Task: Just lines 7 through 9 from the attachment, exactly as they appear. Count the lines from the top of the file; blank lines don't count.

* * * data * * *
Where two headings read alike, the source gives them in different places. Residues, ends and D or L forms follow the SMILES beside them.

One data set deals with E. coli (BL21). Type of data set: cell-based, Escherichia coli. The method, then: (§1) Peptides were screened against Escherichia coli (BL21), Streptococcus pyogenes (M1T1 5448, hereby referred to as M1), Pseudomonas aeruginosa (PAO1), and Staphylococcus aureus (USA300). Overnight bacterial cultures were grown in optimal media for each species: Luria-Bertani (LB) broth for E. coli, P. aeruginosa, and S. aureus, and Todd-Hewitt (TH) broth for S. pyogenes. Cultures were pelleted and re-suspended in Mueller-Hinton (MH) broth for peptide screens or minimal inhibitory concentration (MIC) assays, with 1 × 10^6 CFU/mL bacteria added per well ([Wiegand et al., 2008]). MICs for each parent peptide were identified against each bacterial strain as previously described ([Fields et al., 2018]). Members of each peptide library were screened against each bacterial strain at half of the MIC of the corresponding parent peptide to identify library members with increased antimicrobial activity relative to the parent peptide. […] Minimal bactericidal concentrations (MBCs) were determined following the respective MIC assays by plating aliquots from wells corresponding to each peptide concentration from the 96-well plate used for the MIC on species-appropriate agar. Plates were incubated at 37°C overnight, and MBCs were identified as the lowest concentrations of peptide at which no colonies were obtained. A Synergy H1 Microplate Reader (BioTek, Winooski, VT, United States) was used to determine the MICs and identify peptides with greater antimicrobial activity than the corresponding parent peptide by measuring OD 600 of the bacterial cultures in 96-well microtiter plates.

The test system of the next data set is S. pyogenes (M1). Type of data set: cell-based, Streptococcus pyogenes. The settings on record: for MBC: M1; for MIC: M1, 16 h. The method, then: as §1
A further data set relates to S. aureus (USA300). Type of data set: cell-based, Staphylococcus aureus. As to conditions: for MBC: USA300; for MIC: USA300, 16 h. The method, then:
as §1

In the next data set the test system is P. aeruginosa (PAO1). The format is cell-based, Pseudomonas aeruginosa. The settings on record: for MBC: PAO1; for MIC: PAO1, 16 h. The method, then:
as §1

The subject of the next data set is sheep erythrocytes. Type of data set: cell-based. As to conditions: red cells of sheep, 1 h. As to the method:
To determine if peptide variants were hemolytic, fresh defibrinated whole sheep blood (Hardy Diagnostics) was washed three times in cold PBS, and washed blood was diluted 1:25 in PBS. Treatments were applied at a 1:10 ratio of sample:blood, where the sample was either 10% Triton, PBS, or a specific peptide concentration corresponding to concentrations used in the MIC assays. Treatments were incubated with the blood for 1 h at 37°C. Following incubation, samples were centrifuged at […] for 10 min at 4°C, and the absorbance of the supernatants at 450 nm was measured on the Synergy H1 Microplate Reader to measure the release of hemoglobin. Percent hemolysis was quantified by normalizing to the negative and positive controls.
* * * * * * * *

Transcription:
as §1

The subject of the next data set is sheep erythrocytes. Type of data set: cell-based. As to conditions: red cells of sheep, 1 h. As to the method:
To determine if peptide variants were hemolytic, fresh defibrinated whole sheep blood (Hardy Diagnostics) was washed three times in cold PBS, and washed blood was diluted 1:25 in PBS. Treatments were applied at a 1:10 ratio of sample:blood, where the sample was either 10% Triton, PBS, or a specific peptide concentration corresponding to concentrations used in the MIC assays. Treatments were incubated with the blood for 1 h at 37°C. Following incubation, samples were centrifuged at […] for 10 min at 4°C, and the absorbance of the supernatants at 450 nm was measured on the Synergy H1 Microplate Reader to measure the release of hemoglobin. Percent hemolysis was quantified by normalizing to the negative and positive controls.